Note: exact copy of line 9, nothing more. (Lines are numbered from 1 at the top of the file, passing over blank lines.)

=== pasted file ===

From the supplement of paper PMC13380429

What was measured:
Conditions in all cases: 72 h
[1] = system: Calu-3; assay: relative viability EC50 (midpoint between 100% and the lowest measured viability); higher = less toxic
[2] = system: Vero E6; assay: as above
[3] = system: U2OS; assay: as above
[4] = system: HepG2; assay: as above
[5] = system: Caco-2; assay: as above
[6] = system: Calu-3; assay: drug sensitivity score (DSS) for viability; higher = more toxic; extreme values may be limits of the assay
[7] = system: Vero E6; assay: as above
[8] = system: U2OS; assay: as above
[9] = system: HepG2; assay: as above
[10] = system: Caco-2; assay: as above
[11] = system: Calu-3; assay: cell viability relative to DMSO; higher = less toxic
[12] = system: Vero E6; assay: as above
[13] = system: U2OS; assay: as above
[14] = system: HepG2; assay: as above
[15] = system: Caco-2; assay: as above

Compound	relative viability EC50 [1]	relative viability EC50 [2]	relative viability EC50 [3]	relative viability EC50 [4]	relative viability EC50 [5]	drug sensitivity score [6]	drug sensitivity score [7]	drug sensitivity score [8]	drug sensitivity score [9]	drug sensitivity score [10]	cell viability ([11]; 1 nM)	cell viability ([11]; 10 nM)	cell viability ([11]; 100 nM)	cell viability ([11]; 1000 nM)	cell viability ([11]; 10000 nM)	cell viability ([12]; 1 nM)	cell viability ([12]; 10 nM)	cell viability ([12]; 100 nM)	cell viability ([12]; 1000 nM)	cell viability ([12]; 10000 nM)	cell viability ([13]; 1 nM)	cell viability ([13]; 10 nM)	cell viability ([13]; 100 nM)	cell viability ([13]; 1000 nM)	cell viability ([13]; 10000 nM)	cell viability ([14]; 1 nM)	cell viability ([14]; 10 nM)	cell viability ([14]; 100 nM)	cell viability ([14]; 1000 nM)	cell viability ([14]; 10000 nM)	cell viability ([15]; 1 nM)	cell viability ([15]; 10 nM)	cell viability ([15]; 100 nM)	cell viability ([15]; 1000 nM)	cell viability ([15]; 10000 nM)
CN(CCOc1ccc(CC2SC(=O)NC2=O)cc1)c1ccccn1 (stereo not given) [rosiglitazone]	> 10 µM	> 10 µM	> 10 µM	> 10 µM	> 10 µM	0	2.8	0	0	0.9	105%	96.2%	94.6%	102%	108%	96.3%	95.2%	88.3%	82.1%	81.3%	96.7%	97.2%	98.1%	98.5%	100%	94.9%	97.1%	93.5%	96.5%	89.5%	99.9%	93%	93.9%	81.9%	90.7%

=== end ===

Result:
[6] = system: Calu-3; assay: drug sensitivity score (DSS) for viability; higher = more toxic; extreme values may be limits of the assay